Top Five Potential Uses for FPV Drone Technology
BY Alan Perlman4 March 2016
The below is a guest post from Malek Murison, a freelance technology journalist and editor based in London. He regularly writes on drones, the Internet of Things, travel and sport. You can learn more about Malek by visiting his website.
When combined with drones, FPV technology offers an immersive, sky-high experience. This can be pretty addictive and a lot of fun, but it also has some useful commercial applications too. Whether you’re using goggles, glasses or a screen, here’s a top five of potential uses for FPV drones…
One of the most popular uses of FPV gear is for drone racing. As a sport, drone racing has been growing around the world for a few years now. And it’s easy to see why; FPV racing offers a great combination of build-your-own tech, virtual reality, pure adrenaline and friendly competition. Clubs are in operation across America and Europe, contesting drone races in forests, fields and even abandoned warehouses.
The idea is pretty simple. Get yourself a racing drone, add some FPV goggles and immerse yourself in a sport soon to hit the big time. There is plenty of choice when it comes to headsets, but among the best FPV goggle systems are offerings from Fat Shark, Boscam and SkyZone.
While a number of professional bodies have sprung up to organize events and competitions, none has so far been bigger or bolder than the Drone Racing League. DRL held it’s first official race in Miami earlier this month, and pilots and viewers alike have been blown away by the scale of the course, the intensity of the action and the custom-designed drones used.
DRL are taking FPV drone racing across America to Hollywood for the second race of the season, and it’s easy to see the format expanding to races around the world in the near future.
2. Search and Rescue
The beauty of any FPV system is that it feeds video back to the pilot in real time. While this capacity can be used for racing, it also has the potential to help save lives. Search and rescue missions often rely on highly trained teams putting their lives on the line to help people trapped, lost or in danger. In most cased the most dangerous and difficult part of the operation is locating the people or person in need of help.
That’s where FPV technology can save the day. Not only can drones be more willingly put at risk in dangerous areas and situations, but they can feed back live footage to rescue teams and prepare them for what lies ahead.
This could involve scouting large areas for survivors after a natural disaster, or even taking on the role of firefighter and searching through a burning building.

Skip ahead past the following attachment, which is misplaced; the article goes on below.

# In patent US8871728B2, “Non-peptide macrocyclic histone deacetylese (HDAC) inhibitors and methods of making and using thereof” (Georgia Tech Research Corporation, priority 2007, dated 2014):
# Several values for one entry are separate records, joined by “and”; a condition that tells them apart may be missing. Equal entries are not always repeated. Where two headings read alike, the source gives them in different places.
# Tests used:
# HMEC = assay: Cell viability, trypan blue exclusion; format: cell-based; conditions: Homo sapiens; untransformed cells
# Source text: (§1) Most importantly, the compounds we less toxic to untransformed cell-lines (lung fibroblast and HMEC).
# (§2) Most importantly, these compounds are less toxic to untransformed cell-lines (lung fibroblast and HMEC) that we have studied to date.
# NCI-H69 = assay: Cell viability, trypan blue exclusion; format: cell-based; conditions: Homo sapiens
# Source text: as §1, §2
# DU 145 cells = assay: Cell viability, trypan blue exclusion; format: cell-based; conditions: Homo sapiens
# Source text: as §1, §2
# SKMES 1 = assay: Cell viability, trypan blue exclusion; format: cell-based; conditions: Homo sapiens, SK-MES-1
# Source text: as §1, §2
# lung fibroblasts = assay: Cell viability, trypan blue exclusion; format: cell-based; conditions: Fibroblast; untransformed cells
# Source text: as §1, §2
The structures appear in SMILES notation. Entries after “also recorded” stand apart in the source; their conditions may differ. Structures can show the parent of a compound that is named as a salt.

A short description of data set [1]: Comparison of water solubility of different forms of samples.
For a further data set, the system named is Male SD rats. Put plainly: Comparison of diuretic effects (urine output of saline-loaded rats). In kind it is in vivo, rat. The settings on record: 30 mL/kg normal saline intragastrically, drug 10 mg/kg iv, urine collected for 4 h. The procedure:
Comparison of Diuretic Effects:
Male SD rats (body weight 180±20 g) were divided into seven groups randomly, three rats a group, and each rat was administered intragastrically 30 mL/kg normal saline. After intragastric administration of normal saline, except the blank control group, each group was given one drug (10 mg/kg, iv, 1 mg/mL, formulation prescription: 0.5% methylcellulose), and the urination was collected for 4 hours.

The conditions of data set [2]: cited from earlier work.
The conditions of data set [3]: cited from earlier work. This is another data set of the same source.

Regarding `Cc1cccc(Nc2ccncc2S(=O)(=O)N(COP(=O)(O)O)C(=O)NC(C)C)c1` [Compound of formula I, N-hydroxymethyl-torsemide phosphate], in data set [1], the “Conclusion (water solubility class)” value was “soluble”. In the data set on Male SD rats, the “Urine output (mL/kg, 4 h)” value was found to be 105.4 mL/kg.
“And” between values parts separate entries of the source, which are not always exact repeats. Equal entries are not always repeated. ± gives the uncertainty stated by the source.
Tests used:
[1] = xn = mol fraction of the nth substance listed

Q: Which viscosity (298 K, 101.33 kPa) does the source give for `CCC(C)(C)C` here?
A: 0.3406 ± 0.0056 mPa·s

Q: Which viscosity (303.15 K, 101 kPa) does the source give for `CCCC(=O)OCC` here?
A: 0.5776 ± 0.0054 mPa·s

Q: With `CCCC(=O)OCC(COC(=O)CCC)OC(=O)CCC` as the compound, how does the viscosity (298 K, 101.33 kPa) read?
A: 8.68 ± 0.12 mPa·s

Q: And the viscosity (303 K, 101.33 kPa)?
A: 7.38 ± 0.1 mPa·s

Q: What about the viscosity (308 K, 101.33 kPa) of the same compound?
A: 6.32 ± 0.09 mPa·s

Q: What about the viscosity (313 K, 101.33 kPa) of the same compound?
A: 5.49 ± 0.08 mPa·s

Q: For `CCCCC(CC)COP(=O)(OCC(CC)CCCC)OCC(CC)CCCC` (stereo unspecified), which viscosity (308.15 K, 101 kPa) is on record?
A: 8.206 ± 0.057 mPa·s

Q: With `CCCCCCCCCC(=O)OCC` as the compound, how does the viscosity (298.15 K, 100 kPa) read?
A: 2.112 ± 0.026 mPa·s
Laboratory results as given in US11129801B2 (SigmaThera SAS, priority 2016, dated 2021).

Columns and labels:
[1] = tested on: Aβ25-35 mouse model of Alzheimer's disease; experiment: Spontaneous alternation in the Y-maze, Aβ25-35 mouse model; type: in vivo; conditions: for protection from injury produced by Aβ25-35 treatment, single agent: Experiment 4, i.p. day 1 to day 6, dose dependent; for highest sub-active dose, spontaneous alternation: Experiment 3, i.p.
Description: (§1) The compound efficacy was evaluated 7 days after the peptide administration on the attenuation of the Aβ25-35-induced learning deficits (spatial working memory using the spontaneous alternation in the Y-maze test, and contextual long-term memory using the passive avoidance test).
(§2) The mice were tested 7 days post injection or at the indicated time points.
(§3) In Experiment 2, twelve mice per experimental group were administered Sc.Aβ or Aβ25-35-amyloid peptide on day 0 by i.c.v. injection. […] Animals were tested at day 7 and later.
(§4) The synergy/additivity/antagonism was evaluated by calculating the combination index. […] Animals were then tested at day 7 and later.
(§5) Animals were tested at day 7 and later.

Just like in many search and rescue situations, FPV drones can help prevent people being put at risk for the sake of dangerous inspections. Structures such as bridges and cell towers need regular checks to make sure that they are in sound condition.
A skilled engineer can spot areas of risk from live drone footage, as long as there is a skilled enough pilot around to get up close and personal with the building in question. Manned crews can then be sent in to deal with the problem.
Not only does FPV technology offer a safer way to inspect these kinds of places, it’s usually a lot faster and cost efficient.
4. Flight Simulation and Practice
Drone racing certainly offers a strange kind of virtual reality experience, despite it being clearly just reality through goggles.
But FPV tech can also be used to help train you to become a better drone pilot through virtual practice. There are plenty of FPV flight simulators if you’re keen to improve your quadcopter handling.
These can be a useful tool for beginners, especially as reports suggest that a high percentage of pilots crash their drones during the first flight – maybe even breaking hundreds of dollars worth of equipment in the process.
Armed with a drone, farmers can now fly high above fields for mapping purposes and to assess crop health using FPV technology. With a few more sensors and gadgets, including infrared and thermal imaging, a detailed picture of the ground below can be built up.
This data is not only a lot cheaper to collect with a drone, but it also provides a greater degree of accuracy, as drones can fly a lot closer to ground than any helicopter or plane can.
Agriculture is thought to be one of the largest commercial markets for UAV technology moving forward, and several companies are working hard to provide drones which offer both autonomous flight and FPV, including DJI and senseFly.